MISCARRIAGES OF JUSTICE
IN POTENTIALLY CAPITAL CASES (1987)
by Hugo Adam Bedau and Michael L. Radelet

Excerpt from Appendix A: Catalogue of Defendants

ANDERSON, WILLIAM HENRY (black). 1945. Florida. Anderson was convicted of the rape of a white woman, sentenced to death, and executed in 1945. No appeal was taken. He was executed only five months after his arrest, perhaps in part because the sheriff wrote to the governor, “I would appreciate special attention in this case before some sympathizing organization gets hold of it.”1 The victim did not resist, scream, or use a pistol that was available to her in resisting Anderson’s advances. Anderson’s sister and one of his coworkers presented affidavits to the governor claiming that Anderson and the victim had been consensually intimate for several months before rape charges were filed. Anderson’s attorney also wrote to the governor that “There exists well founded belief . . . that William Henry Anderson and the prosecutrix were intimate since August 1944. This belief is widespread among Negroes, but white people have been heard to express opinions likewise.”2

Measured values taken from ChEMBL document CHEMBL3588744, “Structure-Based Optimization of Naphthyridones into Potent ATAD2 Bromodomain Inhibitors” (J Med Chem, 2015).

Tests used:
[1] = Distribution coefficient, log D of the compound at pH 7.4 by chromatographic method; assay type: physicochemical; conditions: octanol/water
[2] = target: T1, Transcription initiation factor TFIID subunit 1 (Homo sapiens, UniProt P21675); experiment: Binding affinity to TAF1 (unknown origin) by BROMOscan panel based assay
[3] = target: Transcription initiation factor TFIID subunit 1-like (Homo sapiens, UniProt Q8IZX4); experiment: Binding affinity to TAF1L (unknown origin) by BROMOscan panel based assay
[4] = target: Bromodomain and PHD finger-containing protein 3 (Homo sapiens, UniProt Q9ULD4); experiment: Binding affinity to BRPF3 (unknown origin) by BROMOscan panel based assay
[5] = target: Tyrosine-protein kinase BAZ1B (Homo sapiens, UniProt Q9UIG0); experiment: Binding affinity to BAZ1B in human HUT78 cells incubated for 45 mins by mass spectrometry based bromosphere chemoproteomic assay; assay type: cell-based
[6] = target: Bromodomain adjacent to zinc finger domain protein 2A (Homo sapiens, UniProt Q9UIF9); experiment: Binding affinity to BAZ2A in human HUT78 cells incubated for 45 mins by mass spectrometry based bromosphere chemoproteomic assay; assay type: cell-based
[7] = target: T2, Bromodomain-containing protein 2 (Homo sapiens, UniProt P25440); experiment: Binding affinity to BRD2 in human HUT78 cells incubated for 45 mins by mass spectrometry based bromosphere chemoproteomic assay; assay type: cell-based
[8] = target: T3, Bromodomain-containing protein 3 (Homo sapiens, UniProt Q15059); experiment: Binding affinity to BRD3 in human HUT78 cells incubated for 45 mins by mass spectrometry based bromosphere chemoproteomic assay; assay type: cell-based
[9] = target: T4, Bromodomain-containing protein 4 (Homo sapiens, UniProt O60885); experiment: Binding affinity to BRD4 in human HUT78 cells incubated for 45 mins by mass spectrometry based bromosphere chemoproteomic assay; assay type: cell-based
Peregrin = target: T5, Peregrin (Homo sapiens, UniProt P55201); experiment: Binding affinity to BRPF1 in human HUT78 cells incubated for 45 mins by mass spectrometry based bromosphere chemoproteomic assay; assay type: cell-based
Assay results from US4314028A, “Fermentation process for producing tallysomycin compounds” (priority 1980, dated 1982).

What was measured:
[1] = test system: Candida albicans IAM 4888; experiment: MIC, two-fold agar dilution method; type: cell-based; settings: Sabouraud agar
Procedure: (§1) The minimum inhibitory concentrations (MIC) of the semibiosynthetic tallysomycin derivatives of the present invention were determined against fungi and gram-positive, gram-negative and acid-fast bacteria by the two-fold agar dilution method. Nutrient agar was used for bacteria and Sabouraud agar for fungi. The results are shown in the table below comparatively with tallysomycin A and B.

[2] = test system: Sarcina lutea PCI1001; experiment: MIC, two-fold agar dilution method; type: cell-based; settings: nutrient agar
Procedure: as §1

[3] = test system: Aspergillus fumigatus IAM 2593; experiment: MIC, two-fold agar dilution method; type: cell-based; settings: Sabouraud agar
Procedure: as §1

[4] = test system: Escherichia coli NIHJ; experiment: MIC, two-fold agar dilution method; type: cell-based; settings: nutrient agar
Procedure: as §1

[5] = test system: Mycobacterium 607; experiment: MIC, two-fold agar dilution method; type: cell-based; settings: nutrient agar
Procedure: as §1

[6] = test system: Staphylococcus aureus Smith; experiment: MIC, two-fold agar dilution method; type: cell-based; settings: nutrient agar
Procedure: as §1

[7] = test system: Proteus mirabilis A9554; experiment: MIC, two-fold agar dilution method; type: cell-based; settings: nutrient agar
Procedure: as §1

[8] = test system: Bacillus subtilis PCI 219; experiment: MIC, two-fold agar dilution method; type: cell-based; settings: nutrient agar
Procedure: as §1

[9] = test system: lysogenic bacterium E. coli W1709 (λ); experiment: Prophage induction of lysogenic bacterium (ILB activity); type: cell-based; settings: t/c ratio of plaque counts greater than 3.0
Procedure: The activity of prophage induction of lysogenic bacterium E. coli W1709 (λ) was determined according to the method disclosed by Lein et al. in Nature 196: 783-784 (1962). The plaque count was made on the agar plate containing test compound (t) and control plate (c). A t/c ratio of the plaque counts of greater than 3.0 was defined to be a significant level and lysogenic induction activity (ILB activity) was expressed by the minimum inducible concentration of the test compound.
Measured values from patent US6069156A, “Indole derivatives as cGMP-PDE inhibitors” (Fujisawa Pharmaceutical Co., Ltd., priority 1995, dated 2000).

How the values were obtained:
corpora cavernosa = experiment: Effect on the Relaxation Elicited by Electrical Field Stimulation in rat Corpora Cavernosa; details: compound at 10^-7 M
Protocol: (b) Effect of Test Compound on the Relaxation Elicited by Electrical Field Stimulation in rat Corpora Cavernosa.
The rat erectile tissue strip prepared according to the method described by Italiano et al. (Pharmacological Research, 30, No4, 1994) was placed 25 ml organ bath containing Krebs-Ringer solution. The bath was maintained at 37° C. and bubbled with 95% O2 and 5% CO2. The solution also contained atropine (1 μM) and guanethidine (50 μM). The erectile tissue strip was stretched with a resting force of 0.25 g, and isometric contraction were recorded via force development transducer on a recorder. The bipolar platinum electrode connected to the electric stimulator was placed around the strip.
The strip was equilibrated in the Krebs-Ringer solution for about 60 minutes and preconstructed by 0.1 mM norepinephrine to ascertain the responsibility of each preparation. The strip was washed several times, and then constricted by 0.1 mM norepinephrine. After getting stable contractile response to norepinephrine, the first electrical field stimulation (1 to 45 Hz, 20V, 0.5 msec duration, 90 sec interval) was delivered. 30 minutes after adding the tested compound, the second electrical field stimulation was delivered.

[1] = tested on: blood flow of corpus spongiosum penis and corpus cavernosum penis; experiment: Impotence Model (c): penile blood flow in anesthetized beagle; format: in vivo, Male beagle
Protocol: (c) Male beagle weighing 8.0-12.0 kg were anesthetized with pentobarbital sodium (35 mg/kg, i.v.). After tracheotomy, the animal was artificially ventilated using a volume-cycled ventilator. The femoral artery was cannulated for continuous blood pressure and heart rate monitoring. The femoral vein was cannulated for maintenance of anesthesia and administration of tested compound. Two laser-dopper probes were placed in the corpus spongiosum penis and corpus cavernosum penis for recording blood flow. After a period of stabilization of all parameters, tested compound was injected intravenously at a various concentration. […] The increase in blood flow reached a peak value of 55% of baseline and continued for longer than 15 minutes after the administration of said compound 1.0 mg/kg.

Footnotes

1. Letter from Broward County Sheriff Walter Clark to John Wigginton, Executive Secretary to the Governor (Apr. 9, 1945) (on file with the Stanford Law Review).
 
2. Letter from L.E. Thomas to Governor Millard F. Caldwell (July 20, 1945) (on file with the Stanford Law Review). Materials on the Anderson case are located in the collection of governors’ clemency files, Florida State Archives, in the Raymond Gray Library, Tallahassee.